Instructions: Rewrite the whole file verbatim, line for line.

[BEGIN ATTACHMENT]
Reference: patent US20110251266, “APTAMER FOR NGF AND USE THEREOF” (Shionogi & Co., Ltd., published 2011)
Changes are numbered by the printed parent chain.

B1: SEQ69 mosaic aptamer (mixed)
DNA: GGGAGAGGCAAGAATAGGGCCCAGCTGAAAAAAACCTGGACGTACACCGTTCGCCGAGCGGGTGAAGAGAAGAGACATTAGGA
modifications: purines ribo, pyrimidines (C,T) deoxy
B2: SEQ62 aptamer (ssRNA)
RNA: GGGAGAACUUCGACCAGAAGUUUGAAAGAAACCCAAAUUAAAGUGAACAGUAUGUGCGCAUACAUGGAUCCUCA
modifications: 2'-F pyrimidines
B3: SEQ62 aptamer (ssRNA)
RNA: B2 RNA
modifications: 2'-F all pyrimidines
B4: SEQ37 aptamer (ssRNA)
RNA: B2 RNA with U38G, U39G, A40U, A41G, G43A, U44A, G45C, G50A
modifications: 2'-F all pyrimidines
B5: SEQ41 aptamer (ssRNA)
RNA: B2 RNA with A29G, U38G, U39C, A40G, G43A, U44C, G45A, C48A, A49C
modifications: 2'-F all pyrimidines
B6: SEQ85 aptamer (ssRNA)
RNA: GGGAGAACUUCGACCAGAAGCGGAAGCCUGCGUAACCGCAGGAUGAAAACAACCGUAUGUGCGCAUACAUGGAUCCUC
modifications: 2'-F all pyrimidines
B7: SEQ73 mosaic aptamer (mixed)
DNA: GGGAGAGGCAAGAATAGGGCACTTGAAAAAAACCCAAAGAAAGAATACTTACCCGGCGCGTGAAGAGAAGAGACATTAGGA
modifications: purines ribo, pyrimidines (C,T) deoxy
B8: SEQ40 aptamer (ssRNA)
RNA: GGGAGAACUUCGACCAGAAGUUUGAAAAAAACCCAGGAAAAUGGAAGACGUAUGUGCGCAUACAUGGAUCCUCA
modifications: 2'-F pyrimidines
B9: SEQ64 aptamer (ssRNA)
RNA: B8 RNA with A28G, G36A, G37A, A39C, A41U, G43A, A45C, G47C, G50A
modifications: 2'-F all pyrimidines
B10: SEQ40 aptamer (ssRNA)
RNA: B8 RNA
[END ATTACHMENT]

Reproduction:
Reference: patent US20110251266, “APTAMER FOR NGF AND USE THEREOF” (Shionogi & Co., Ltd., published 2011)
Changes are numbered by the printed parent chain.

B1: SEQ69 mosaic aptamer (mixed)
DNA: GGGAGAGGCAAGAATAGGGCCCAGCTGAAAAAAACCTGGACGTACACCGTTCGCCGAGCGGGTGAAGAGAAGAGACATTAGGA
modifications: purines ribo, pyrimidines (C,T) deoxy
B2: SEQ62 aptamer (ssRNA)
RNA: GGGAGAACUUCGACCAGAAGUUUGAAAGAAACCCAAAUUAAAGUGAACAGUAUGUGCGCAUACAUGGAUCCUCA
modifications: 2'-F pyrimidines
B3: SEQ62 aptamer (ssRNA)
RNA: B2 RNA
modifications: 2'-F all pyrimidines
B4: SEQ37 aptamer (ssRNA)
RNA: B2 RNA with U38G, U39G, A40U, A41G, G43A, U44A, G45C, G50A
modifications: 2'-F all pyrimidines
B5: SEQ41 aptamer (ssRNA)
RNA: B2 RNA with A29G, U38G, U39C, A40G, G43A, U44C, G45A, C48A, A49C
modifications: 2'-F all pyrimidines
B6: SEQ85 aptamer (ssRNA)
RNA: GGGAGAACUUCGACCAGAAGCGGAAGCCUGCGUAACCGCAGGAUGAAAACAACCGUAUGUGCGCAUACAUGGAUCCUC
modifications: 2'-F all pyrimidines
B7: SEQ73 mosaic aptamer (mixed)
DNA: GGGAGAGGCAAGAATAGGGCACTTGAAAAAAACCCAAAGAAAGAATACTTACCCGGCGCGTGAAGAGAAGAGACATTAGGA
modifications: purines ribo, pyrimidines (C,T) deoxy
B8: SEQ40 aptamer (ssRNA)
RNA: GGGAGAACUUCGACCAGAAGUUUGAAAAAAACCCAGGAAAAUGGAAGACGUAUGUGCGCAUACAUGGAUCCUCA
modifications: 2'-F pyrimidines
B9: SEQ64 aptamer (ssRNA)
RNA: B8 RNA with A28G, G36A, G37A, A39C, A41U, G43A, A45C, G47C, G50A
modifications: 2'-F all pyrimidines
B10: SEQ40 aptamer (ssRNA)
RNA: B8 RNA